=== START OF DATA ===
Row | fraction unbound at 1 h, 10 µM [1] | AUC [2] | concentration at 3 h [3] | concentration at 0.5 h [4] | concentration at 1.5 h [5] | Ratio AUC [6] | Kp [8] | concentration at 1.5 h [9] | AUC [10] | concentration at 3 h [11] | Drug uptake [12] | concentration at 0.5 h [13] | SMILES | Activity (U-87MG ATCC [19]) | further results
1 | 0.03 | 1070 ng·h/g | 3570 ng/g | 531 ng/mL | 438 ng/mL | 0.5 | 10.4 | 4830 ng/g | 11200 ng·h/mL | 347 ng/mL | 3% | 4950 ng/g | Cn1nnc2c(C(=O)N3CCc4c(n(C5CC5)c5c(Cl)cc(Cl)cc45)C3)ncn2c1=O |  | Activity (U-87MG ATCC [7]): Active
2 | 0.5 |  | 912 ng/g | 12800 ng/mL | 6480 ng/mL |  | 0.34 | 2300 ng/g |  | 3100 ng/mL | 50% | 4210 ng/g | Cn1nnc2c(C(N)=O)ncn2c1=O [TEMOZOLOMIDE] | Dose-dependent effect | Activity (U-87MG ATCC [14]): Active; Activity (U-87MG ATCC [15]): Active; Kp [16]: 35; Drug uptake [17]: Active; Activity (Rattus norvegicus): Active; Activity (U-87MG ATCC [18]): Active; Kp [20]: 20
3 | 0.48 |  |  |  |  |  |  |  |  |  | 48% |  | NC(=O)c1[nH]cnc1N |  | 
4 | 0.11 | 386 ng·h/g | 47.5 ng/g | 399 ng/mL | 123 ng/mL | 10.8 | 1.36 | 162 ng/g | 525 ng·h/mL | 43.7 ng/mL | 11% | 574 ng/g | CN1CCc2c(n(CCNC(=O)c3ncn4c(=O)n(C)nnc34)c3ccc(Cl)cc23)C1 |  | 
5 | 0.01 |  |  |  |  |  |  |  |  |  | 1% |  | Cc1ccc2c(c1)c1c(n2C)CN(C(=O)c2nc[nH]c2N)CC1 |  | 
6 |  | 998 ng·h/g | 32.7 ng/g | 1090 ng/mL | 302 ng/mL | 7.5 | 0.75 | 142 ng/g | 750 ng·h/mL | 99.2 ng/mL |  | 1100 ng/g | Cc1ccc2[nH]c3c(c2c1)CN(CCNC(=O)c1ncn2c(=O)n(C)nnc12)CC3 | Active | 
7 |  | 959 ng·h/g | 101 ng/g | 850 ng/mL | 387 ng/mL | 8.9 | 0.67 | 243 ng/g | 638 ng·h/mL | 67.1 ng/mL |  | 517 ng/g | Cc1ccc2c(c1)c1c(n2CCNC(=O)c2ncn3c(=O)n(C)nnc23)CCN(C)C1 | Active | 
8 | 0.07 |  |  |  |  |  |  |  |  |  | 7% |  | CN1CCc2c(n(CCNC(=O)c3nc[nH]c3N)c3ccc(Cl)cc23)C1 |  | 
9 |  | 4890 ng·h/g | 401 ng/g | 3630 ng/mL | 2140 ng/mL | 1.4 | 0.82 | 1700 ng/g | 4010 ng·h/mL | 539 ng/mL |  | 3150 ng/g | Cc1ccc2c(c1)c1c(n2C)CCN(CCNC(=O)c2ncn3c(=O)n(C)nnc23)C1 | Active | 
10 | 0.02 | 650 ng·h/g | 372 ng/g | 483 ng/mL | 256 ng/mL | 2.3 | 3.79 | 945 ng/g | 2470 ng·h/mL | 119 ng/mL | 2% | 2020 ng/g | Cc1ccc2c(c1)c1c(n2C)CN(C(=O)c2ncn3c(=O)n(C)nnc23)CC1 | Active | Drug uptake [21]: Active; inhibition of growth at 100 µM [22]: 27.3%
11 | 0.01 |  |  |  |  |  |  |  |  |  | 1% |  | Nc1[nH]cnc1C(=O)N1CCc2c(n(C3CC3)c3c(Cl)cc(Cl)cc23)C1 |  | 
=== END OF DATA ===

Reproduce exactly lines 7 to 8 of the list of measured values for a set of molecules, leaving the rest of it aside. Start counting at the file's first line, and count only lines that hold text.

6 |  | 998 ng·h/g | 32.7 ng/g | 1090 ng/mL | 302 ng/mL | 7.5 | 0.75 | 142 ng/g | 750 ng·h/mL | 99.2 ng/mL |  | 1100 ng/g | Cc1ccc2[nH]c3c(c2c1)CN(CCNC(=O)c1ncn2c(=O)n(C)nnc12)CC3 | Active | 
7 |  | 959 ng·h/g | 101 ng/g | 850 ng/mL | 387 ng/mL | 8.9 | 0.67 | 243 ng/g | 638 ng·h/mL | 67.1 ng/mL |  | 517 ng/g | Cc1ccc2c(c1)c1c(n2CCNC(=O)c2ncn3c(=O)n(C)nnc23)CCN(C)C1 | Active | 